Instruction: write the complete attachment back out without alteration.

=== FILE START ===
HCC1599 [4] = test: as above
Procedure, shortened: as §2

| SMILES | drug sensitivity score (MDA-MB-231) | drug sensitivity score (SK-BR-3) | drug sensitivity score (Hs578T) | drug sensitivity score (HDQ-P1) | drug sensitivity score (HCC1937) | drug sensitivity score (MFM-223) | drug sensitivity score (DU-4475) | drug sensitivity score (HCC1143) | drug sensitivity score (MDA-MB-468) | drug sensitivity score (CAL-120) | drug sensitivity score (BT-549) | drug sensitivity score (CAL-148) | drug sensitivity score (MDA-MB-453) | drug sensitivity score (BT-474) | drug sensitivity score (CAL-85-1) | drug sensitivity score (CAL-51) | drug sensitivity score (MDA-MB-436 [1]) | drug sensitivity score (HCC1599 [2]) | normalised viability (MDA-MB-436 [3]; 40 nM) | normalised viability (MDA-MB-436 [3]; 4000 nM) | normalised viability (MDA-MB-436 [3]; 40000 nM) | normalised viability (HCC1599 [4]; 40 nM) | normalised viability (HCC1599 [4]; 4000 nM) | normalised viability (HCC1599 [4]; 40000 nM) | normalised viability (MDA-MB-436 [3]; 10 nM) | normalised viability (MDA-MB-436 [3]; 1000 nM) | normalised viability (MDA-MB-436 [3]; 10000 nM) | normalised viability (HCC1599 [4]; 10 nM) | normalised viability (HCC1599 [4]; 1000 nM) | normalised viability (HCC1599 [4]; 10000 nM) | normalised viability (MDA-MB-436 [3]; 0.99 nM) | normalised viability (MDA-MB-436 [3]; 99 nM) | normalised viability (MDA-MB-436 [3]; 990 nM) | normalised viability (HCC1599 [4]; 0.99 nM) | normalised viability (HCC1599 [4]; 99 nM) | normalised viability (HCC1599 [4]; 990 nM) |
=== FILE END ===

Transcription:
HCC1599 [4] = test: as above
Procedure, shortened: as §2

| SMILES | drug sensitivity score (MDA-MB-231) | drug sensitivity score (SK-BR-3) | drug sensitivity score (Hs578T) | drug sensitivity score (HDQ-P1) | drug sensitivity score (HCC1937) | drug sensitivity score (MFM-223) | drug sensitivity score (DU-4475) | drug sensitivity score (HCC1143) | drug sensitivity score (MDA-MB-468) | drug sensitivity score (CAL-120) | drug sensitivity score (BT-549) | drug sensitivity score (CAL-148) | drug sensitivity score (MDA-MB-453) | drug sensitivity score (BT-474) | drug sensitivity score (CAL-85-1) | drug sensitivity score (CAL-51) | drug sensitivity score (MDA-MB-436 [1]) | drug sensitivity score (HCC1599 [2]) | normalised viability (MDA-MB-436 [3]; 40 nM) | normalised viability (MDA-MB-436 [3]; 4000 nM) | normalised viability (MDA-MB-436 [3]; 40000 nM) | normalised viability (HCC1599 [4]; 40 nM) | normalised viability (HCC1599 [4]; 4000 nM) | normalised viability (HCC1599 [4]; 40000 nM) | normalised viability (MDA-MB-436 [3]; 10 nM) | normalised viability (MDA-MB-436 [3]; 1000 nM) | normalised viability (MDA-MB-436 [3]; 10000 nM) | normalised viability (HCC1599 [4]; 10 nM) | normalised viability (HCC1599 [4]; 1000 nM) | normalised viability (HCC1599 [4]; 10000 nM) | normalised viability (MDA-MB-436 [3]; 0.99 nM) | normalised viability (MDA-MB-436 [3]; 99 nM) | normalised viability (MDA-MB-436 [3]; 990 nM) | normalised viability (HCC1599 [4]; 0.99 nM) | normalised viability (HCC1599 [4]; 99 nM) | normalised viability (HCC1599 [4]; 990 nM) |